Marco Aurélio Garcia – two snapshots

Maria Bonomi, Plenilúnio, color woodcut, 89 x 157,8 cm, 1987.
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By WALNICE NOGUEIRA GALVÃO*

Testimony about the historian and political activist

Two snapshots give an idea of ​​the greatness of the person, who opened horizons more than any other. Extremely intelligent and highly educated, with the manners of a great lord, his impeccable courtesy converged with the agility of his thinking.

The first concerns the publisher of the Perseu Abramo Foundation.

Marco Aurélio created the História do Povo Brasileiro collection for her and presented an initial list of twenty or so themes. The idea was to celebrate, with serious studies based on original research, the achievements of the Brazilian people. He handed me the list and asked for my cooperation.

Immediately, I told him that it wasn't “from the Brazilian people”: where were your three greatest creations, which are football, samba and carnival? Marco Aurélio was not shaken, he added the three new themes right then and there and even took the opportunity to demand participation, which would later result in the publication of a book of mine, entitled To the Sound of Samba – A Reading of the Carioca Carnival. The collection also included the other missing themes: just check the catalogue.

He also adapted another theme, which brought Canudos and Contestado together, separating them, so that, a few years later, I was able to deliver The Empire of Belo Monte – Life, passion and death of Canudos. Both were part of the História do Povo Brasileiro collection, created by Marco Aurélio for the Perseu Abramo Foundation publishing house.

The second has to do with her tenure at the São Paulo Secretariat of Culture, when Marta Suplicy was mayor.

Having founded the Colégio de São Paulo along the lines of France secondary school, who he knew well from his years of exile, called me to propose that I take charge of a course he entitled “Formation of Brazilian Literature”, to be held at the Mário de Andrade Library, explaining to me what it was all about. I considered that there were dozens, if not hundreds, of Brazilian literature courses throughout Brazil, from Oiapoque to Chuí, since they were mandatory in the diplomas of Letters of the countless Philosophy Faculties. I made him a counter-proposal: a course in universal literature, which, indeed, did not exist in the country. He, as always, was on time. And there I prepared a semester course, which ended up being divided into others, so that in total there were about two years of universal literature.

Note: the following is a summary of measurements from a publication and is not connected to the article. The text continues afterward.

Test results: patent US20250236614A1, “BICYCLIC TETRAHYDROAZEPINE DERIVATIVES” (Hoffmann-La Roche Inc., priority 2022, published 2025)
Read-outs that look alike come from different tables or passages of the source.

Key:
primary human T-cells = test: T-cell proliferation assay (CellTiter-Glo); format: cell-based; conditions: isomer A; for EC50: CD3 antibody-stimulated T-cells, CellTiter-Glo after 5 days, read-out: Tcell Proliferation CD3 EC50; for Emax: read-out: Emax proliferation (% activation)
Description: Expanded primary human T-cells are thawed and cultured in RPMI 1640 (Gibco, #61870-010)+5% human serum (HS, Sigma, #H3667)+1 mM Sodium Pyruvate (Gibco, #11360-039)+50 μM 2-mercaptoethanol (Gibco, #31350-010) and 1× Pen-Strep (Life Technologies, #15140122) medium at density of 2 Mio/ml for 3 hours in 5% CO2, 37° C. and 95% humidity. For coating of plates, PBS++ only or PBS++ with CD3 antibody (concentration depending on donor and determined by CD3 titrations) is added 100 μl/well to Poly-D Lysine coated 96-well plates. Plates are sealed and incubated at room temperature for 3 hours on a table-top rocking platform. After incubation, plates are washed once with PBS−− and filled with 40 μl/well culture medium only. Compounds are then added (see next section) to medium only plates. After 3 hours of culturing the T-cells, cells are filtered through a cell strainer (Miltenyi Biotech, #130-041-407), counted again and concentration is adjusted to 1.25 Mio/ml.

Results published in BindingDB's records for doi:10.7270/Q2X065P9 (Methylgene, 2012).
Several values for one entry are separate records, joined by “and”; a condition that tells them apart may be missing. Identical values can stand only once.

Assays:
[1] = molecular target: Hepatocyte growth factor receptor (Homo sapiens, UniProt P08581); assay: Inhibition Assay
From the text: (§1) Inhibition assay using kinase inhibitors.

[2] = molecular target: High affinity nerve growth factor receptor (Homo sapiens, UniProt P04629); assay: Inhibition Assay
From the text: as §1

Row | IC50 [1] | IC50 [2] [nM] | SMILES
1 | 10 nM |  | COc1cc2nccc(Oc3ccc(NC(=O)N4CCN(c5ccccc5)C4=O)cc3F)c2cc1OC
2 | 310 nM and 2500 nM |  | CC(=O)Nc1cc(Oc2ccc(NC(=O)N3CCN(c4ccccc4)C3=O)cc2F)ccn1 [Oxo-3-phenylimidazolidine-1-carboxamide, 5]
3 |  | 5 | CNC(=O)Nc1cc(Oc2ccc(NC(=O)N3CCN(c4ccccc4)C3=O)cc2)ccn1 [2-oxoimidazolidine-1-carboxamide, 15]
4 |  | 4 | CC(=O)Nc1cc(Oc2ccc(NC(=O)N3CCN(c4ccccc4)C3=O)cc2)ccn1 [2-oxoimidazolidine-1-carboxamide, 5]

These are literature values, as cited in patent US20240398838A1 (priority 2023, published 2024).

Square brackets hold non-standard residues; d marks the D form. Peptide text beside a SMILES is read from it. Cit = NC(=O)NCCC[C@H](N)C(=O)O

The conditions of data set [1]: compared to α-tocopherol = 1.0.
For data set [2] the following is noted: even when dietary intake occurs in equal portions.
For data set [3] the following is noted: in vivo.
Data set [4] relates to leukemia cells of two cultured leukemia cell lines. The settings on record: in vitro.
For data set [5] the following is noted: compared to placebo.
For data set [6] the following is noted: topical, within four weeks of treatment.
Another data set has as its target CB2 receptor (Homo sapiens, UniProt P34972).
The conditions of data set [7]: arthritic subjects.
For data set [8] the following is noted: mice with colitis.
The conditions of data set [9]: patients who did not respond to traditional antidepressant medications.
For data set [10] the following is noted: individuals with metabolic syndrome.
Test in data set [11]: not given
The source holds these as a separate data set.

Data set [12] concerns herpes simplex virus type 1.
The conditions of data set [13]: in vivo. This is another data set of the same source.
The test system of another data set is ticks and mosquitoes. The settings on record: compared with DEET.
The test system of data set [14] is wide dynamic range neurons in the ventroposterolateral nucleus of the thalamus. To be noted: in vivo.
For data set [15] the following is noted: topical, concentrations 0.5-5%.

With your support, I was able to call only specialists to the conferences. There was a class on Homer, another on Hesiod, another on Dante, finally on all the greatest names in Western tradition up to the present day. But also embarking on other traditions: classes on Mahabharata, about the thousand and one nights, or about Attic tragedy or about Noh theatre. Marco Aurélio nodded to everyone and everything, and it wasn't cheap, because, apart from the lecturers' remuneration, in many cases it was also necessary to pay for a plane ticket and a hotel.

Thanks to him, the course program, until then non-existent in the country, as well as its conception – a class for each high point of literature regardless of language, period or nationality, taught by a specialist -, was able to win a place in the sun and passed to be copied by public and private institutions.

For myself, I reserved, naturally, the lecture on Proust. I also thought I should give the inaugural project presentation class, which would be panoramic and would cover the entire history of literature from the Babylonians with Gilgamesh – that left marks on Odyssey and Bible -, until today. Marco Aurélio, as always very busy, only attended the first class, which was already a great honor.

Specialists from São Paulo were more at hand, and came as soon as they were invited. In some cases, they came from further afield. Benedito Nunes came from Pará to talk about Rilke, just as Ivan Junqueira, translator and organizer of the bilingual edition of TS Eliot, came from Rio to talk about his poet.

Both episodes show the democratic and flexible nature of Marcus Aurelius, who, rather than dismissing the impertinent contestant, embodied her contribution. It is not usual for so much tolerance to fit neither in the intellectual world nor in the political world...

In 1998, the Perseu Abramo Foundation decided to hold a congress to celebrate the thirtieth anniversary of 1968. When Marco Aurélio joined the project, director Zilah Abramo immediately warned us: now its magnitude would be different, no longer shy as before, but much greater than that was foreseen, well within his horizons. The result was a monster congress, held in São Paulo and duplicated at Unicamp in Campinas, which was attended by European and Latin American specialists, in response to Marco Aurélio's summons.

And he took it upon himself to organize a book, publishing the proceedings of the congress with the excellent title of Rebels and protesters – 1968: Brazil, France and Germany, also of international scope, since it was he, with his immense prestige, who managed to get works written by his order from authors. Making it clear, once again, that he didn't do anything by halves.

*Walnice Nogueira Galvão is Professor Emeritus at FFLCH at USP. She is the author, among other books, of reading and rereading (Senac/Gold over blue).

 

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